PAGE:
Sellers Home Dining Chairs: Episode 3
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Paul wanted a couple of unique joints in this chair. Not just for the intrigue and interest alone, but more for some built-in structural integrity. This is the first of those two unusual joints to pique your interest and guarantee some extra strength. The layout becomes simpler with the second chair, and by the time you have the seat frames of six chairs together, you have it down with very little thought needed. Paul walks you through the details of the layout combined with the construction methods he used to make his chairs. Paul enjoyed every minute of making these frames.
That slanted housing dado is pretty cool, Paul. It’s really enjoyable to see how we can take the things that you’ve been teaching us on up to the next level. Looks to me like that joint is going to be able to take all the “chair abuse” potentially in its future, that’s for sure!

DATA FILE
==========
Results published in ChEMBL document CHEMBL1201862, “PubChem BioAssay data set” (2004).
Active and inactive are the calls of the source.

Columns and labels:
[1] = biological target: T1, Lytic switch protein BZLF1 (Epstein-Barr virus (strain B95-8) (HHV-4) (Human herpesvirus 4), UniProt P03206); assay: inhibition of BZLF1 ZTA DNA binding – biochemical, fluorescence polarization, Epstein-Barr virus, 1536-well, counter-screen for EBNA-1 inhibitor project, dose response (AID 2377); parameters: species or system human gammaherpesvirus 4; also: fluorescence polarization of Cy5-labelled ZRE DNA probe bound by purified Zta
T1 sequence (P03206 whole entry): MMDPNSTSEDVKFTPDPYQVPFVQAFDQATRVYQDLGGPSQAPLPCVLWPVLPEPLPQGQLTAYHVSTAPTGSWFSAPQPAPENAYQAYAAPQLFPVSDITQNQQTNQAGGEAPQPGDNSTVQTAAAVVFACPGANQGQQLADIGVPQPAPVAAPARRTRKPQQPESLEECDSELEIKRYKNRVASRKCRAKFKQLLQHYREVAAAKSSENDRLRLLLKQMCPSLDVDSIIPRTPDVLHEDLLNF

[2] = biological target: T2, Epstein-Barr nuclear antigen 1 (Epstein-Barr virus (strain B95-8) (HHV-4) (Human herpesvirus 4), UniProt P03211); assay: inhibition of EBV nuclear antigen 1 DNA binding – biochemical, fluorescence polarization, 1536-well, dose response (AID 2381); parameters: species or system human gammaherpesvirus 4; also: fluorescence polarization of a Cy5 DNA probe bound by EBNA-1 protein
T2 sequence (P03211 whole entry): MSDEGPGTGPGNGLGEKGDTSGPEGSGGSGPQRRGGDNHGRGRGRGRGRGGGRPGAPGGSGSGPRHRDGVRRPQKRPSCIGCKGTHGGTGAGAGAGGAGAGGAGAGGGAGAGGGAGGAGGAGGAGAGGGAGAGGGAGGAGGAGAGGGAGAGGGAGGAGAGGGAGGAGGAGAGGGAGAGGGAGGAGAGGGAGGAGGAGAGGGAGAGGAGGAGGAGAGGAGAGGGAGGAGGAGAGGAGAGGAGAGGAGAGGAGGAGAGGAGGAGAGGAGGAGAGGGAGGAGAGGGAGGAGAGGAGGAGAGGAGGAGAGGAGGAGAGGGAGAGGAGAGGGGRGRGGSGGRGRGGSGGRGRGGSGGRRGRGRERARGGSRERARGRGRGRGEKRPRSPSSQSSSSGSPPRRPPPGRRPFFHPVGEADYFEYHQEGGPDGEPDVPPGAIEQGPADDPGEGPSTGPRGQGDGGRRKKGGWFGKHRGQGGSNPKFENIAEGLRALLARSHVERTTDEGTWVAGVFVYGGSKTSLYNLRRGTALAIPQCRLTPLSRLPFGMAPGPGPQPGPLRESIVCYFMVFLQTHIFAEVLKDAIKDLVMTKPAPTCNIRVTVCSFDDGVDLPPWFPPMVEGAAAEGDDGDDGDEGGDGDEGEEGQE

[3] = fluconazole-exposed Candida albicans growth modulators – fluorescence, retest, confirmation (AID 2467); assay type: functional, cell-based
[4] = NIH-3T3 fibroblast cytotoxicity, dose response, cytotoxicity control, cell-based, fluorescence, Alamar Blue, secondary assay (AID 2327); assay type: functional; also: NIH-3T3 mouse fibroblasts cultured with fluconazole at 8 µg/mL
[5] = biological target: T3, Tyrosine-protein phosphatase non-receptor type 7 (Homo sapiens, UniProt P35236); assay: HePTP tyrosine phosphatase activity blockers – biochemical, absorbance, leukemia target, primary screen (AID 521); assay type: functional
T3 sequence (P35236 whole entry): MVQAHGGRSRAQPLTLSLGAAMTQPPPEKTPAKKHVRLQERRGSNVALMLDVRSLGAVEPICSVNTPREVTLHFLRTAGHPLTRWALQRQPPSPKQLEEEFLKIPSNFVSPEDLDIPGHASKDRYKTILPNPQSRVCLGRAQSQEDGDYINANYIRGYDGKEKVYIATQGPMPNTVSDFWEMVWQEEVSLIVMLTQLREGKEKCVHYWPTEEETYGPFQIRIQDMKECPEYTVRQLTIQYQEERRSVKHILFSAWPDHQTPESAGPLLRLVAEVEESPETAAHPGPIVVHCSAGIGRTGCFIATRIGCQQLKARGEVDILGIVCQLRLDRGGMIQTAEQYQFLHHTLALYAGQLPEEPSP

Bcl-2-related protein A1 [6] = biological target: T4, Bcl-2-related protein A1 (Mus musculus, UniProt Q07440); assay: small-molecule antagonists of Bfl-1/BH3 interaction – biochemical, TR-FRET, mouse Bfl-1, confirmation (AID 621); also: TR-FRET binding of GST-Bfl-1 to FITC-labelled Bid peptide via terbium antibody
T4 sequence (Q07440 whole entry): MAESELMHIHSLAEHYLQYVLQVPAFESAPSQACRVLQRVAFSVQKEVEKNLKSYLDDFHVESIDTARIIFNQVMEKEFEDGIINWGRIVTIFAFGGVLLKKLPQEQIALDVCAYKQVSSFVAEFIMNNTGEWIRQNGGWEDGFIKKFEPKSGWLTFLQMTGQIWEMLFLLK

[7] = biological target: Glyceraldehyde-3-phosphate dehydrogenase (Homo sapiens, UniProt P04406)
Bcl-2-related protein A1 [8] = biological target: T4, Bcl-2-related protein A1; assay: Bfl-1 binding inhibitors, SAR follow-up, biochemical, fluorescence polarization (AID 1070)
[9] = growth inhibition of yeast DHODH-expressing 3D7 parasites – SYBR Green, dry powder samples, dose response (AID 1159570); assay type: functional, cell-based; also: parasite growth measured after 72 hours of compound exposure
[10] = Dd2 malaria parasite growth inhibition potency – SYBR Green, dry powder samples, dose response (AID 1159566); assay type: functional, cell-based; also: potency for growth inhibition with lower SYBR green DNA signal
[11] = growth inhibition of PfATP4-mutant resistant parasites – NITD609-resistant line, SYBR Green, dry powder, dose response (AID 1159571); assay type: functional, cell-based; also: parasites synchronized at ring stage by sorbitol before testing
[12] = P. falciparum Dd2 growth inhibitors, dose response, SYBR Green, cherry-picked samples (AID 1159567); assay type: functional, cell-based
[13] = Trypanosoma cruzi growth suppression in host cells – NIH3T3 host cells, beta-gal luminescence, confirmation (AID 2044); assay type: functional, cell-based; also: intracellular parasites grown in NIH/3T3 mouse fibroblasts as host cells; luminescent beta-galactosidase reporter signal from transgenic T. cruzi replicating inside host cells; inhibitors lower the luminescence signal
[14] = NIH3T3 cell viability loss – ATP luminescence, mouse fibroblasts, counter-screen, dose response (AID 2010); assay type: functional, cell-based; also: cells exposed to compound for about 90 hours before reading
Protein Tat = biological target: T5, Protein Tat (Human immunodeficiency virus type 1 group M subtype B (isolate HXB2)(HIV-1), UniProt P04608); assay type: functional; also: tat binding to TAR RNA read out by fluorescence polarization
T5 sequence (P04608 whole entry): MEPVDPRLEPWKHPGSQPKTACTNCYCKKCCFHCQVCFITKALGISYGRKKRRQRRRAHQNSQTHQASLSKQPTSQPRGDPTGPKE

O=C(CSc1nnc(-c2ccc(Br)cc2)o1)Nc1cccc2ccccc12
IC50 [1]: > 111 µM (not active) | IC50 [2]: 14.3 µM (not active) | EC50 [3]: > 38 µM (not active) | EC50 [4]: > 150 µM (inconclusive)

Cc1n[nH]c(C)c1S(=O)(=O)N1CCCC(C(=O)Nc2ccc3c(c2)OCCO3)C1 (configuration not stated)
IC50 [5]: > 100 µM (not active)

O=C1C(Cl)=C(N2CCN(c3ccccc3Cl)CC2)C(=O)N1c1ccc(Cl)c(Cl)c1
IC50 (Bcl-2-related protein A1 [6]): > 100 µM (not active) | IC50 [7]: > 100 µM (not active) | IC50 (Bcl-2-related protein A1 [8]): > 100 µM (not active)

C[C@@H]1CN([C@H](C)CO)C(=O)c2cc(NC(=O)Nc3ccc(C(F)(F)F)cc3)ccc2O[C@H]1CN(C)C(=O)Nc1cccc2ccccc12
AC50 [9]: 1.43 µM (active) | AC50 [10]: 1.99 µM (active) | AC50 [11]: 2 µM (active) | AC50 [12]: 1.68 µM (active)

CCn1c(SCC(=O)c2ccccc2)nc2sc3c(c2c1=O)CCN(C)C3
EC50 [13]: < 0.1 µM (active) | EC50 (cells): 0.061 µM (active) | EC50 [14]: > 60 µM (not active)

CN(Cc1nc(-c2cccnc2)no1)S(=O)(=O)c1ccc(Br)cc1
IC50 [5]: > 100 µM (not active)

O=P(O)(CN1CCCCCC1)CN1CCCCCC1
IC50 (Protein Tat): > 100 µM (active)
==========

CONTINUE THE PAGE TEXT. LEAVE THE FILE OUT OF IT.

I just wanted to ask what is different about this sloped housing than the usual flat bottom housing we’ve done on other projects? For example the back of a drawer Paul just makes a standard housing and then cuts the mortise hole. Is this aesthetic or is there a function to the slope I’m not understanding? Thanks.
The purpose of this type of housing is to hide the housing at the edges where, if it was a typical housing, that notch would’ve been visible. That’s why Paul wanted to close those gaps.
Btw, I think the bottom of that rail could have a straight housing dado… I think it’s just a visual thing.
The tenon is so small! I’m wondering what the reasoning behind that is. Is there a general rule of thumb that would be applicable?